A Kenyan family has internalized the Farmers' Hub (FH) model. Members of the household are involved in various activities within the Hub. This helps the family generate sustainable income.
Margaret Gicheha owns Gichaka FH, located in Nyandarua County. She currently offers Hub services directly to more than 50 nearby farmers and indirectly to another 100. Margaret explains: ‘’I was recruited, trained and linked to a network manager as one of the lead farmers within my area to create a one-stop-shop for farming inputs.” Farmers in her community used to travel the long distance into town to purchase good products and hear about better farming practices. Now they can avoid the trek and come to the local FH.
The system is well organized: “Farmers ask for inputs like new seed varieties based on information they get from the radio, for example", adds Margaret. "When they ask if I can get them, I place orders with the network manager. This lets me supply what's needed at the right time." In the last couple of months, she has provided customers with highly demanded inputs of seeds, fertilizers and crop protection chemicals.
In order to support farmers better and succeed, Margaret decided to involve family members. They help deliver sales and manage farm demos. “It is better value for me to engage my own family than hire laborers", she says.
The family is well organized and everybody has her or his own role. Margaret provides inputs to farmers, as well as advice based on years of experience as a potato farmer. She does not charge the farmers for this service. She is currently exploring further opportunities to instil confidence and create awareness of other FH services.
Through collaboration with our Foundation, Margaret has set up a demo site that showcases new crop varieties. When we wrote this portrait, she was running demos of new potato varieties from Agrico and beans from KALRO. Farmers can adopt these as a rotational crop. They come to the demo site to learn about best agricultural practices and get a glimpse of new varieties' performance in the field.
Margaret’s husband offers land preparation services. He hires out his tractor to Margaret’s farmers at a fee. Most of the farmers use manual labor for land preparation which is less efficient. The rental option enables farmers to benefit from mechanization even though they could not afford the investment in equipment of ther own.
Margaret’s eldest son is the family’s “triple-agent”, working as a marketer, delivery agent and contract sprayer. For a small fee, he offers motorbike delivery of the inputs that farmers order from his mother. While on his delivery round, he takes the opportunity to promote other products and services offered by the FH. He also provides spraying services with motorized equipment, a more efficient option than farmers' conventional manual sprayers.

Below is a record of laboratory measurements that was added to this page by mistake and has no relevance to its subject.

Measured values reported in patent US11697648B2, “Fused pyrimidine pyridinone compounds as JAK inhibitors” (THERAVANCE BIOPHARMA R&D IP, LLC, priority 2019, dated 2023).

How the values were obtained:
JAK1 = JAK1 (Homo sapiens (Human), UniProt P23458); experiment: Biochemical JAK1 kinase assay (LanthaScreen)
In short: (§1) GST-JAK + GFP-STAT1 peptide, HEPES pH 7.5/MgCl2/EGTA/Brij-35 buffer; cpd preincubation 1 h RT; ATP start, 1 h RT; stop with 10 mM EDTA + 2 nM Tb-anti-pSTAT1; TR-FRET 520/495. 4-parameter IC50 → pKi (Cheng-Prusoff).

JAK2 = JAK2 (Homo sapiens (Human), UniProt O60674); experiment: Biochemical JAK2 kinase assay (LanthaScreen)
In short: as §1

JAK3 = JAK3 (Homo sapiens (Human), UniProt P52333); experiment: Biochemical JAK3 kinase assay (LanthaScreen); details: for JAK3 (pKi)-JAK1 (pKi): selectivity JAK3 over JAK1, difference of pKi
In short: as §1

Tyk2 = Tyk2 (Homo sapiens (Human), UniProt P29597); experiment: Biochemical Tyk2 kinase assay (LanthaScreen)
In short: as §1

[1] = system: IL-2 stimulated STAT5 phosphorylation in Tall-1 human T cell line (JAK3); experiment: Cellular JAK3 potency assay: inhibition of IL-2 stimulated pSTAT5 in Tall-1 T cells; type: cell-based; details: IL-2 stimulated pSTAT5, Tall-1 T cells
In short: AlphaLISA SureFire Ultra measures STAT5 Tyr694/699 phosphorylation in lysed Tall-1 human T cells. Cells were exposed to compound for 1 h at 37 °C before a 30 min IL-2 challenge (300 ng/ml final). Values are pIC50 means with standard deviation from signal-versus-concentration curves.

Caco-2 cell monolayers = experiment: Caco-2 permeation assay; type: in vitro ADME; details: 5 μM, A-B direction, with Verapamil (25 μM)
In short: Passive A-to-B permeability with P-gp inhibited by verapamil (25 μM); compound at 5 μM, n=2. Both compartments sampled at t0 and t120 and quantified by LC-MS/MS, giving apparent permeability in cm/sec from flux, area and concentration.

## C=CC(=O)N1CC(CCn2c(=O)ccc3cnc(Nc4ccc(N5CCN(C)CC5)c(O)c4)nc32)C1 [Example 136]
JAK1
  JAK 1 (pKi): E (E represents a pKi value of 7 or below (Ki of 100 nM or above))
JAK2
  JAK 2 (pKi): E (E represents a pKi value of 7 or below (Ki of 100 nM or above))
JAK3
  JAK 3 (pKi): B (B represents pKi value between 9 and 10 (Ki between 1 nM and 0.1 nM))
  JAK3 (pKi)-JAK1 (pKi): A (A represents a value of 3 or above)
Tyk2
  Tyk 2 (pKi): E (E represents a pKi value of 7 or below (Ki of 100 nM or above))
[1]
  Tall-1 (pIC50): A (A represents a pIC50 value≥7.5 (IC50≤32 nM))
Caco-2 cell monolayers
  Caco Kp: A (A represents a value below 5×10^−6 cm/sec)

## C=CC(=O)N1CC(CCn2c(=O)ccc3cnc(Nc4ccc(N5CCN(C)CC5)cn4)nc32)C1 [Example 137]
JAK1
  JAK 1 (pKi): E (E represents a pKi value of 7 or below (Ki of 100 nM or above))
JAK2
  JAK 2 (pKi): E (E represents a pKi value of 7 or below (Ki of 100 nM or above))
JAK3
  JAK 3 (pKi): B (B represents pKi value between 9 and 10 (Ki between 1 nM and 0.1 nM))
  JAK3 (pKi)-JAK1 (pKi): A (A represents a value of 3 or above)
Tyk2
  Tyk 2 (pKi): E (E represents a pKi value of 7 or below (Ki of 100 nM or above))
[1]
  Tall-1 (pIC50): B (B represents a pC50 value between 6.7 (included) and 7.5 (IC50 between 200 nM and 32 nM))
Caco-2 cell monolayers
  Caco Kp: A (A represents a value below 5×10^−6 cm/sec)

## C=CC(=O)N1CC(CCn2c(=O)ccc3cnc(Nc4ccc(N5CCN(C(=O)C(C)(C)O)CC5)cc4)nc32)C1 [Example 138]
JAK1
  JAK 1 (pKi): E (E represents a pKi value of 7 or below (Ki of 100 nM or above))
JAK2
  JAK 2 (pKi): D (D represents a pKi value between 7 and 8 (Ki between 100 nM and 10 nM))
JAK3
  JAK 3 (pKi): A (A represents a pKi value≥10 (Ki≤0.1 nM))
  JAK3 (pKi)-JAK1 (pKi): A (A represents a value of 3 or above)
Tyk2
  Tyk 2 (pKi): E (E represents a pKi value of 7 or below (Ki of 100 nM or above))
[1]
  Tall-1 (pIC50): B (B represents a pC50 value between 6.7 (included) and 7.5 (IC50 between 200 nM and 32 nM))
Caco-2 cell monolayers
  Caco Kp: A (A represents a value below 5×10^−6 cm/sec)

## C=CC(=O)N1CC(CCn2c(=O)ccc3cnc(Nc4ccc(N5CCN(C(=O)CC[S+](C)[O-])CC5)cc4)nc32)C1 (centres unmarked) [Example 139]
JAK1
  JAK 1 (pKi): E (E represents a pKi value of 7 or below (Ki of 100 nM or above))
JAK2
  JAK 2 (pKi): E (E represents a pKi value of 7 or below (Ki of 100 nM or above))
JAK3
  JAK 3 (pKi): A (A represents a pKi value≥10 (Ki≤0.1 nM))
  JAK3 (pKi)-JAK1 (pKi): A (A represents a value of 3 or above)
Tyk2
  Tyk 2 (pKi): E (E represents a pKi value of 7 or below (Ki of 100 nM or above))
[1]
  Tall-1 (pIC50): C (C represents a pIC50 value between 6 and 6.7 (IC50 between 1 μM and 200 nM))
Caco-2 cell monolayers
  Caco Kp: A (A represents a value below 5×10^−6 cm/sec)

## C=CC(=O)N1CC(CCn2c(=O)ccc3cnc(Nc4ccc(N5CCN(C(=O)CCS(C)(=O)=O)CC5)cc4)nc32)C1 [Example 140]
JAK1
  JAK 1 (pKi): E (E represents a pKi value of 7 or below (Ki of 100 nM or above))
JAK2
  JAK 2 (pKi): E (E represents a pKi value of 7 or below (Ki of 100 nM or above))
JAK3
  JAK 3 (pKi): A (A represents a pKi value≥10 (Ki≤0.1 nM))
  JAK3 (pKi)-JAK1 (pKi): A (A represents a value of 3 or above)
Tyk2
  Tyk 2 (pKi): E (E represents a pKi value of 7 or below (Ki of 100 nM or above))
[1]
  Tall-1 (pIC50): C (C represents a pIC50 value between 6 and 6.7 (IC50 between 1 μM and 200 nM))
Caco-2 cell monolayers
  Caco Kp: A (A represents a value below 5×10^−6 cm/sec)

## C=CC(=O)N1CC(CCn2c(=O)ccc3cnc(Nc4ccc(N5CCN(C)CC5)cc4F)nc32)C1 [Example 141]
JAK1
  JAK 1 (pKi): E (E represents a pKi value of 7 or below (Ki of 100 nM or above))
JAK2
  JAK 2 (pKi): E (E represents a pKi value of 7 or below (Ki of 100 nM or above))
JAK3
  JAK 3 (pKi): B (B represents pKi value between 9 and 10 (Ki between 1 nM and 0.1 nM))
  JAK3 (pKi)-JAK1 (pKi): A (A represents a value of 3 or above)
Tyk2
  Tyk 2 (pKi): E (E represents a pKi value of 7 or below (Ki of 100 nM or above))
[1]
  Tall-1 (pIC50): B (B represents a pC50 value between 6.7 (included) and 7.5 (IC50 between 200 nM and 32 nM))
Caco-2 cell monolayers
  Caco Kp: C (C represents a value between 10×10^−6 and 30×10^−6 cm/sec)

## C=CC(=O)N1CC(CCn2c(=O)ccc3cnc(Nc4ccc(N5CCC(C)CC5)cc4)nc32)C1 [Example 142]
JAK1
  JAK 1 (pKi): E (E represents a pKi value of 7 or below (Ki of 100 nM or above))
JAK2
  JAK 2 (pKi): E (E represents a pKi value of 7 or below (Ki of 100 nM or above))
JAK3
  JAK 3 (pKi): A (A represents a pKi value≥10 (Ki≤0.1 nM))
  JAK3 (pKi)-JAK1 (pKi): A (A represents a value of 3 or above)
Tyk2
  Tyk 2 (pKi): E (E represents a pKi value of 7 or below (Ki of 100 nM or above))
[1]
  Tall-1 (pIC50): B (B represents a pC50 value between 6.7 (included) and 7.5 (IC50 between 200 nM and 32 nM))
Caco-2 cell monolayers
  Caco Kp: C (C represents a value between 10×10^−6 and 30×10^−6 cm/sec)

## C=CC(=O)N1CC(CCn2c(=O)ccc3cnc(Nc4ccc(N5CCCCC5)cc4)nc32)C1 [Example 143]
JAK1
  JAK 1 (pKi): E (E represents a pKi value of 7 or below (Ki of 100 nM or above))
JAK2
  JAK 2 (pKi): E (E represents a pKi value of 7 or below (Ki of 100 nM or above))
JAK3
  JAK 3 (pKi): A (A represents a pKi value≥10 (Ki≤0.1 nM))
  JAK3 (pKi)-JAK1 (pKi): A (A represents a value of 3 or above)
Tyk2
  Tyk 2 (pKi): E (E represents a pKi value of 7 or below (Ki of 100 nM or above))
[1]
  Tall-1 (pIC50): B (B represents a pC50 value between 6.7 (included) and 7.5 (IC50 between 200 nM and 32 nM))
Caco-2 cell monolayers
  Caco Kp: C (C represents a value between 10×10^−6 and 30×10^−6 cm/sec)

The younger son has set up a “tuck shop" at the roadside next to their homestead, where he sells produce from the family farm. Passersby and road travelers can enjoy fresh ready-cooked snacks and produce on the go. Town and city dwellers are keen buyers at roadside stands across the country, because the prices are lower than in urban areas.
Margaret takes pride in keeping all her children gainfully occupied, especially during the COVID-19 pandemic. She has used the opportunity of lockdown to teach the next generation entrepreneurial ways and induct them into the family business. Even the youngest daughter is already showing business potential - she nows rears pet rabbits for sale.
“Previously we were subsistence farmers", remembers Margaret, "At times we sold our products to the local market, but that brought little income. Members of my household have benefited financially since the inception of the Hub business. Our farming practices have also improved with access to quality inputs. Everybody benefits by gaining income in all the FH activities. Our farmers are celebrating better and reliable access to good inputs."
Margaret concludes by saying: “I use the revenue to meet our household’s needs, feeding my family and payin school fees. I aim to make more sales as I progress with the business; it is already sustaining us well”.
Syngenta Foundation East Africa, through its Agriservice stream, is reaching smallholders through rural entrepreneurs referred to as Farmers’ Hubs, each serving a set of 100 to 200 farmers. Each FH acts as a one-stop-shop for several agricultural. Services include access to: